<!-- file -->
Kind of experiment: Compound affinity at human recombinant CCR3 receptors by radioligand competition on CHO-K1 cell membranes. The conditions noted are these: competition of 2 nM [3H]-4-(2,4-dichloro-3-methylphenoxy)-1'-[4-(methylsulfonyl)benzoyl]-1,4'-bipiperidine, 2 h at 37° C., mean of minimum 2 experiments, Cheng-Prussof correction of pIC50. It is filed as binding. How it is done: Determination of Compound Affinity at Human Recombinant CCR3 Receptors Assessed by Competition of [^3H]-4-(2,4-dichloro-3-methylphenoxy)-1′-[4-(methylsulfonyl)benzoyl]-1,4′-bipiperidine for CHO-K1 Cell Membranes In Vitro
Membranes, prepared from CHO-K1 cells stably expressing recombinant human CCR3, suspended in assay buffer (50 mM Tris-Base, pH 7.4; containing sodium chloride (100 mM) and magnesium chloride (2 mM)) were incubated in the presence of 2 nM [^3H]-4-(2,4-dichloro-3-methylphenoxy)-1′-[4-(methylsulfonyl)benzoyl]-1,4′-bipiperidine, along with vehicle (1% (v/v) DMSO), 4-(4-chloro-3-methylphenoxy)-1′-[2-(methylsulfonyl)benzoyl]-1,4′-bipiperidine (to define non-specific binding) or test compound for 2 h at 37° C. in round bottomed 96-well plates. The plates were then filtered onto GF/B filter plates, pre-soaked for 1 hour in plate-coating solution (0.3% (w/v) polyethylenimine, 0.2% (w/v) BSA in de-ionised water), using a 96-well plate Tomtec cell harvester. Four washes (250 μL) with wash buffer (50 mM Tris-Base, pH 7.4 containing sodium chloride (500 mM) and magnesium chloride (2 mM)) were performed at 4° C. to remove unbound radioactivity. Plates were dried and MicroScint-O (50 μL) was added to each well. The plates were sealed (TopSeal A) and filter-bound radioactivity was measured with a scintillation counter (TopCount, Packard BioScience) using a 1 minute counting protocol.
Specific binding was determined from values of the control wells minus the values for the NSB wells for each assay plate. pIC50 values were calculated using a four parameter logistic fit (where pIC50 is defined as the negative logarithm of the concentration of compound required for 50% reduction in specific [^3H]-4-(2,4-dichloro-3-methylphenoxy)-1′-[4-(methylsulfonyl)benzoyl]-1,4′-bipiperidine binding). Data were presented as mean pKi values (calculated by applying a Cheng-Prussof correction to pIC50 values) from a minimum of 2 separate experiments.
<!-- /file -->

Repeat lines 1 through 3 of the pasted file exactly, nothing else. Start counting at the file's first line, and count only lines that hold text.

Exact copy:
Kind of experiment: Compound affinity at human recombinant CCR3 receptors by radioligand competition on CHO-K1 cell membranes. The conditions noted are these: competition of 2 nM [3H]-4-(2,4-dichloro-3-methylphenoxy)-1'-[4-(methylsulfonyl)benzoyl]-1,4'-bipiperidine, 2 h at 37° C., mean of minimum 2 experiments, Cheng-Prussof correction of pIC50. It is filed as binding. How it is done: Determination of Compound Affinity at Human Recombinant CCR3 Receptors Assessed by Competition of [^3H]-4-(2,4-dichloro-3-methylphenoxy)-1′-[4-(methylsulfonyl)benzoyl]-1,4′-bipiperidine for CHO-K1 Cell Membranes In Vitro
Membranes, prepared from CHO-K1 cells stably expressing recombinant human CCR3, suspended in assay buffer (50 mM Tris-Base, pH 7.4; containing sodium chloride (100 mM) and magnesium chloride (2 mM)) were incubated in the presence of 2 nM [^3H]-4-(2,4-dichloro-3-methylphenoxy)-1′-[4-(methylsulfonyl)benzoyl]-1,4′-bipiperidine, along with vehicle (1% (v/v) DMSO), 4-(4-chloro-3-methylphenoxy)-1′-[2-(methylsulfonyl)benzoyl]-1,4′-bipiperidine (to define non-specific binding) or test compound for 2 h at 37° C. in round bottomed 96-well plates. The plates were then filtered onto GF/B filter plates, pre-soaked for 1 hour in plate-coating solution (0.3% (w/v) polyethylenimine, 0.2% (w/v) BSA in de-ionised water), using a 96-well plate Tomtec cell harvester. Four washes (250 μL) with wash buffer (50 mM Tris-Base, pH 7.4 containing sodium chloride (500 mM) and magnesium chloride (2 mM)) were performed at 4° C. to remove unbound radioactivity. Plates were dried and MicroScint-O (50 μL) was added to each well. The plates were sealed (TopSeal A) and filter-bound radioactivity was measured with a scintillation counter (TopCount, Packard BioScience) using a 1 minute counting protocol.
Specific binding was determined from values of the control wells minus the values for the NSB wells for each assay plate. pIC50 values were calculated using a four parameter logistic fit (where pIC50 is defined as the negative logarithm of the concentration of compound required for 50% reduction in specific [^3H]-4-(2,4-dichloro-3-methylphenoxy)-1′-[4-(methylsulfonyl)benzoyl]-1,4′-bipiperidine binding). Data were presented as mean pKi values (calculated by applying a Cheng-Prussof correction to pIC50 values) from a minimum of 2 separate experiments.